Terpsichore bred six winners, including the minor stakes-winner French Muse, and the stakes-placed Russian Minstrel. We ended up with three of her daughters in the stud: French Muse (by Melun), Russian Muse (by Russsian Fox) and Divine Music (by Divine King). The family kept producing a good flow of above average winners, but nothing remarkable.
That all changed in 2000, when Winter Solstice was born, a good 30 years after the purchase of Tramore. Mother Russia, Bravura, Depardieu and Cap Alright followed in quick succession, with Nother Russia being a recent Grade I winner. It remains the only family to have produced two Queen’s Plate winners.
Of the 38 mares we mated in 2018, 13 descend from Terpsichore. If any of them have Tramore’s ‘loner’ tendencies it would be much harder to play out!
The final mare to be purchased from Alex Robertson was the unraced Entre Nous, who was by the failed stallion Rouletabille, out of an Abadan daughter of the great mare Sun Lass. Entre Nous was a terrible looking mare, with her flat back and weak hind quarters being the feature I remember the most. There may have been other issues as well. Despite this, she must have been fairly pricey, because my parents got Laurie and Jean Jaffee to partner with them on the purchase.
Her first foal, by our resident stallion Contraband, was the filly In Camera, which they raced in partnership, winning the Fillies Guineas.
Entre Nous had a lot of bad luck, and was eventually sold.
When In Camera retired to stud it was initially for the partnership, but after a few foals my parents sold their half to the Jaffees, and Isadora Duncan was bred by them. This branch produced Consensual, Just Sensual and a bunch of good horses. One of our favourite colts at the recent CPYS is out of a mare from this branch, that we bought a few years ago as a way of getting back into the family.
In Camera’s first filly was a Del Sarto, called Private Lives, who was unraced because of an injury that she picked up after being sold as a yearling. My mother bought her back after she’d been at stud for a few years, put her to the resident stallion Hard Up, and bred the champion filly Tatler.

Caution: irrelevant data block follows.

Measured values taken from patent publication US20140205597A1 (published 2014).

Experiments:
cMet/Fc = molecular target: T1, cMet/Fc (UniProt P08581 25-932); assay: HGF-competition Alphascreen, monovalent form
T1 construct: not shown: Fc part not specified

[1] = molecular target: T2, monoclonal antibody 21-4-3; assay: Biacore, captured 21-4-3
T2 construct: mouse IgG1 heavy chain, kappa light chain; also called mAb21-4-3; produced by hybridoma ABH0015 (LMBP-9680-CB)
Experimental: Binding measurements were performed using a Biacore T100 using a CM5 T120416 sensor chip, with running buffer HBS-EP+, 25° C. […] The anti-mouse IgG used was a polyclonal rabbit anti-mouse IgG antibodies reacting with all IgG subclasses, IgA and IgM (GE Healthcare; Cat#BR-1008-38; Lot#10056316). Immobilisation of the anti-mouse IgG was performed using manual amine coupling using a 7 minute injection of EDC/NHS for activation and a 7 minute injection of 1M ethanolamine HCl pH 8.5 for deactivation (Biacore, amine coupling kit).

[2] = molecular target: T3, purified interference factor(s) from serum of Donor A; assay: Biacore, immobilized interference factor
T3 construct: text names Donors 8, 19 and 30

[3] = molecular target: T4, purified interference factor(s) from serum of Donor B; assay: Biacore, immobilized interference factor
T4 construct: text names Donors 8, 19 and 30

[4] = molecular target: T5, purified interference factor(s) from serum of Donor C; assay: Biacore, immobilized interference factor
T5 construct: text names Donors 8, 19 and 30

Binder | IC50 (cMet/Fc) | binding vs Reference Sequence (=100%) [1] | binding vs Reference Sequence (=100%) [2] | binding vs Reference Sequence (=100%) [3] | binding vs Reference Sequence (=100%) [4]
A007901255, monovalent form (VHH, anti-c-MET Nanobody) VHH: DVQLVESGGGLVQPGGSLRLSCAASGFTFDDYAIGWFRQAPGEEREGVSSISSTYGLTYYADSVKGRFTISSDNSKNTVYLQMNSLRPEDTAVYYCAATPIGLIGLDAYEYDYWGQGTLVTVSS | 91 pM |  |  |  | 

We have had several daughters of Private Lives, but to date no major success has flowed. Tatler was exported to the US. Several years later Andreas Jacobs bought her, and got two fillies before Tatler died. Both of the daughters were brought to South Africa. One of them, Taomina, had a Silvano filly on the CPYS sale in 2014, which my late brother was determined to buy because of the family connections. I raced this filly, named Tahini, in partnership with his widow, and she did very well for us, nearly winning the Grade II Ipi Tombe, and running third in the Grade I Empress Club. She’s in foal to Ideal World, so we’re hoping we can breed something good out of her.
In the interim, my mother bought Taomina (dam of Tahini) on a broodmare sale, and after several years of trying, managed to get a Twice Over filly. Don’t expect to find her in a yearling sale catalogue!
The record of any successful stud can be plotted against the Champion Sires they stand. It’s the high conviction model, similar to a fund manager taking a big position in just a few stocks. It’s great when the stallions are good, but disastrous when they fail.
As far as stallions are concerned, the Normandy Stud strategy is to use data to find the best value stallion services to buy, in as large quantities as we can get them.
The rest is up to the families we have cultivated since 1970, and the soundness imparted by growing up rough in Robertson.
The search continues…